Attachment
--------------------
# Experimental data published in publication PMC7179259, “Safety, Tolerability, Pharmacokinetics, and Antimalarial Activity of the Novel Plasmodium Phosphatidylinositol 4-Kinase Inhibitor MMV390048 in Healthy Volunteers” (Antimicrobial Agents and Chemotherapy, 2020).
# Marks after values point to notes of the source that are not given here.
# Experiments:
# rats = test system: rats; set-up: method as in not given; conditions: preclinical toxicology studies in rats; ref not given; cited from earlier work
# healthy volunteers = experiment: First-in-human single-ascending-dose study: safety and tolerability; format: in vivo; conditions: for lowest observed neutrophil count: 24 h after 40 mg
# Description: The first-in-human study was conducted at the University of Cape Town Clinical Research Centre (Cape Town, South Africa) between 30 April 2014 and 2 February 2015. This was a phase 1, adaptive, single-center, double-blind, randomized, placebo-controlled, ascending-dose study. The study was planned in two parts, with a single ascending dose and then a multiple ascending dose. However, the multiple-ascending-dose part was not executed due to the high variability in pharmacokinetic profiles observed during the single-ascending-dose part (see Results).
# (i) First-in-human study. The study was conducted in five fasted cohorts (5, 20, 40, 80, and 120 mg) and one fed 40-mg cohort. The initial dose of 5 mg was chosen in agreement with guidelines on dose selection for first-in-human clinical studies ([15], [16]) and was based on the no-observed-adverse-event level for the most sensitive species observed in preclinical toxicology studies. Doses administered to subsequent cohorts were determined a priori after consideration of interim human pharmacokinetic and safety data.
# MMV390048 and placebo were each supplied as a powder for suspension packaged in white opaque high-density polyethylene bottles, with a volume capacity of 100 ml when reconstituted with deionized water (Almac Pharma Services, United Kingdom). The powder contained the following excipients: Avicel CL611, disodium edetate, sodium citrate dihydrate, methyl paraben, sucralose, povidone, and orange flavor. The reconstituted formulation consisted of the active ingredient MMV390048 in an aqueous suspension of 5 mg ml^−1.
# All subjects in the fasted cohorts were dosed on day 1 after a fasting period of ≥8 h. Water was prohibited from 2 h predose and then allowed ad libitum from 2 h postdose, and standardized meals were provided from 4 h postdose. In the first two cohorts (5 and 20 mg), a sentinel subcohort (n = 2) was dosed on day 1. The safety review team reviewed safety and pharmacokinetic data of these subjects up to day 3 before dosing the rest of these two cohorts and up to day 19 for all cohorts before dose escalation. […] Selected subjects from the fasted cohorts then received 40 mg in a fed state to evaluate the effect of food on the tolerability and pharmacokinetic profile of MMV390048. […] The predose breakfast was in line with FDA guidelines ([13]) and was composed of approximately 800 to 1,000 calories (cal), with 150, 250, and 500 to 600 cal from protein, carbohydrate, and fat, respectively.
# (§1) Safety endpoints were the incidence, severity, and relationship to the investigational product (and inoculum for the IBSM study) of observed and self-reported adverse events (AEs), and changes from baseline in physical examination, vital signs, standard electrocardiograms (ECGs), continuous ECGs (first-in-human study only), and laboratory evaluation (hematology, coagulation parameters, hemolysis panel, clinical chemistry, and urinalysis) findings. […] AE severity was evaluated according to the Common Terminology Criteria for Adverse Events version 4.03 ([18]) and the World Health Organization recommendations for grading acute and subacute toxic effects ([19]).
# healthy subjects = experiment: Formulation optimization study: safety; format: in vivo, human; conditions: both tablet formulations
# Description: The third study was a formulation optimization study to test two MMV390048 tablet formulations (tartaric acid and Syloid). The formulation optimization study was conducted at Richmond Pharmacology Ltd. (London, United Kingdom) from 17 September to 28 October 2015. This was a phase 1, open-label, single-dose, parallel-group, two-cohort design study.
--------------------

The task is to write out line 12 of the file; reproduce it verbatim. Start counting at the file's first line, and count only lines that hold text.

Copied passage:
# Description: The third study was a formulation optimization study to test two MMV390048 tablet formulations (tartaric acid and Syloid). The formulation optimization study was conducted at Richmond Pharmacology Ltd. (London, United Kingdom) from 17 September to 28 October 2015. This was a phase 1, open-label, single-dose, parallel-group, two-cohort design study.